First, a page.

“Overkill. In 1995 the world spent more than US$1.5 million each minute on defense - a total of nearly $800 billion. The cost of achieving basic social services for all has been estimated at $40 billion a year for ten years - a total of $400 billion. That is half of what was spent globally on the military in 1995 alone. More than 110 million landmines were buried in 68 countries. with an equal number stockpiled around the world. More than 2 million children died as a result of armed conflicts in the past decade, in part because of landmines. Half the worlds governments pay more to guard against military attack than fight the enemies of health. In the early 1990s Angola, Ethiopia, Myanmar, Qatar, and Yemen spent about twice as much on the military as they did on health and education; the Syrian Arab Republic spent almost four times as much. Thirty leading industrialized countries exported nearly $22 billion worth of conventional weapons in 1995, - 94% of the world total. The USA exported 51% of the worlds weapons, followed by the Russian Federation (13%) , Germany (8%), and the United Kingdom (6%). There were close to 22 million people serving in the armed forces worldwide in 1995, two-thirds of them from developing countries. Kuwait spent $2,091 per capita on the military in 1995, South Africa spent $88, MEXICO $30, VIET NAM $12, AND Costa Rico $6. Official development assistance provided by the United States in 1995 was only 3% of what the country spent on defense that year.”

- Human Development Report 1997, Commissioned by the United Nations Development Programme.

"40% of the U. S. Military personnel are on Food stamps." heard on TV show March 2000)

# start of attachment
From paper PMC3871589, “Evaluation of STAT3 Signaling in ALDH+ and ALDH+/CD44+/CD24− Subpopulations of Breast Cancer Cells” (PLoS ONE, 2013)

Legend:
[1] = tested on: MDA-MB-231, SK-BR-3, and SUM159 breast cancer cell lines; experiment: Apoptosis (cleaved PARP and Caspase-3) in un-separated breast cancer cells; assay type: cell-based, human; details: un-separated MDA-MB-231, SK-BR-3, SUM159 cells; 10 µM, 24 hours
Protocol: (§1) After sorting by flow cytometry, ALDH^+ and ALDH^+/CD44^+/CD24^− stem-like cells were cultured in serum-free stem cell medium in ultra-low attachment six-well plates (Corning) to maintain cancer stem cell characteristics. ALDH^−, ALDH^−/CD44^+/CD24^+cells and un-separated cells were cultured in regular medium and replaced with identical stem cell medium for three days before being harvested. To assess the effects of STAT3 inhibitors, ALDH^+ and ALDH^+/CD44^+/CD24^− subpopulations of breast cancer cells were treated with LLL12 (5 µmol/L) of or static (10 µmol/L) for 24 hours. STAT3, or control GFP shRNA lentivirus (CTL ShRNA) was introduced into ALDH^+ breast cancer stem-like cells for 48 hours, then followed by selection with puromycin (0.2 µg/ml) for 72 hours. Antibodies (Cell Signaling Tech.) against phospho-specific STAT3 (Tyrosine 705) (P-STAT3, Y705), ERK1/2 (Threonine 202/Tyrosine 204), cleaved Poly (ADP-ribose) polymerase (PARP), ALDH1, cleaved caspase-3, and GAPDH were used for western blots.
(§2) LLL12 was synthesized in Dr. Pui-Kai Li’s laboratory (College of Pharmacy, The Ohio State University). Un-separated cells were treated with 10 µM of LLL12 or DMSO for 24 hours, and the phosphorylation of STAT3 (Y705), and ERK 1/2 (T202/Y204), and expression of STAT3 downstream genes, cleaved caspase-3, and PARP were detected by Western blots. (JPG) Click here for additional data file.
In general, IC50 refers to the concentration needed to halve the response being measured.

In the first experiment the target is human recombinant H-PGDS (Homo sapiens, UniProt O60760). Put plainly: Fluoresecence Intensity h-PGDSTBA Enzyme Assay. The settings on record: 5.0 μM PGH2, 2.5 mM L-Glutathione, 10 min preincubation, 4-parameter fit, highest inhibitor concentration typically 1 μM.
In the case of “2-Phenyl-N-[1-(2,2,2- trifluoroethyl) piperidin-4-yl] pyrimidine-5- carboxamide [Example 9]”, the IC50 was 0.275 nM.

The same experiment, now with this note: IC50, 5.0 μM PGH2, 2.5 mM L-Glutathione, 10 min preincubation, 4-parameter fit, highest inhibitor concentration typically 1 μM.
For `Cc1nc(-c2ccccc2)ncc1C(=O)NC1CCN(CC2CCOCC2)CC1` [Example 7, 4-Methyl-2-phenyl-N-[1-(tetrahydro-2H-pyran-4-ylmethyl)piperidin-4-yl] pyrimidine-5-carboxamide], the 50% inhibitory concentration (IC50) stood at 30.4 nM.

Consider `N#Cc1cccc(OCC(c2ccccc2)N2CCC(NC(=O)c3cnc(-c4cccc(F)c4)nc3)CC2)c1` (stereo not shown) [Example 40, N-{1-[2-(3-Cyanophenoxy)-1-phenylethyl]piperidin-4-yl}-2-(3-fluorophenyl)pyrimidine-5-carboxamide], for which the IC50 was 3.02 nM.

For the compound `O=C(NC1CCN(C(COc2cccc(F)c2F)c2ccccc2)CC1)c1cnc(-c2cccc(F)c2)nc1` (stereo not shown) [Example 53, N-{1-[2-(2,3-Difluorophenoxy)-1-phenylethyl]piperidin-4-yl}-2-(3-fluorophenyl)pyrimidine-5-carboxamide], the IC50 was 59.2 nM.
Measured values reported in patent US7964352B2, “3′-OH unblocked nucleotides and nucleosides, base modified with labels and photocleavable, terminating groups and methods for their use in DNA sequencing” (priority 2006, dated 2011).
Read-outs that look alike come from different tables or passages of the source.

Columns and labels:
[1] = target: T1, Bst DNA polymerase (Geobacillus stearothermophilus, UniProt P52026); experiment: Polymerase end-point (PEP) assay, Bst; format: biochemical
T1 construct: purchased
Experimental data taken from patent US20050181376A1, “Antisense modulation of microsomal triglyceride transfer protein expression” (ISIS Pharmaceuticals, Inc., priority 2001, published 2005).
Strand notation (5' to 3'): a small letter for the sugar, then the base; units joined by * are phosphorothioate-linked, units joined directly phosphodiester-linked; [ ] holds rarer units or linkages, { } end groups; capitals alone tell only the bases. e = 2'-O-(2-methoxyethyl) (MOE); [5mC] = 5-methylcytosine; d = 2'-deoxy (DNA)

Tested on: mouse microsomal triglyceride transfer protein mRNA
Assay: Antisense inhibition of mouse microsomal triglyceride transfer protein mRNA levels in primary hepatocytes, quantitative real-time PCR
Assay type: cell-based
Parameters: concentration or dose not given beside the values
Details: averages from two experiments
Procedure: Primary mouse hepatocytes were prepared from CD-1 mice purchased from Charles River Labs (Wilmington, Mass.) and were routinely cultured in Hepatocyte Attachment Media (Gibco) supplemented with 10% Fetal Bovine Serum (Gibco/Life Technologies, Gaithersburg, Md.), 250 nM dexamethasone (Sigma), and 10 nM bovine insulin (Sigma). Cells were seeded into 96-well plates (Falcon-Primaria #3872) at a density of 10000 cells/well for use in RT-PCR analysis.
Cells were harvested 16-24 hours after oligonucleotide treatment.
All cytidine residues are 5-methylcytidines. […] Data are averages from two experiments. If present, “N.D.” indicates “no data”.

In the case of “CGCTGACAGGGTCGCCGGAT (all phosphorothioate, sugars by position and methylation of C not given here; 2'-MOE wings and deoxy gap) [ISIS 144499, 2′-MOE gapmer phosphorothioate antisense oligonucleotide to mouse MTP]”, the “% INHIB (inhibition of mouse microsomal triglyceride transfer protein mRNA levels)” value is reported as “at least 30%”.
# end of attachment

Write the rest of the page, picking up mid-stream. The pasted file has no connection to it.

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Capitalism and the "New World Economic Order":

"From the Ruling Class, Meet Your Next President" Headlines of NY Times Sunday, March 12, 2000.

"The 2000 Presidential Campaign shows clearly how anyone out side the "Establishment" (on the peoples side) is not allowed to participate in Democracy in America." – Airiana Huffington on TV show after the elimination of the contenders Bill Bradly and Arizona's McCaine.

The question for America and most of the "structurally adjusted" countries under globalization is; Do you get a Democracy or a Plutotocary? Some professors and serious wealthly citizens have called it an "Economic Dictatorship."

The richest 400 Americans are now worth $1 Trillion, which is more than the total GDP of China.

2 Americans have more wealth and income than over 200 Million other American citizens.

Even Capitalism (and the wait for "trickle down" concept of economics of the 1% of the rich) is beginning to be questioned. Does Capitalism work? Seems YES for the 1-2% and NO for the other 98-99% worldwide.

"The Deficiencies of the Global Capitalist System:

1. The uneven distribution of benefits.

2. The instability of the financial system.

3. The incipient threat of the global monopolies and oligopolies.

4. The ambiguous role of the state.

5. The question of values and social cohesion."

- By George Soros in The Atlantic Monthly, January 1998 issue.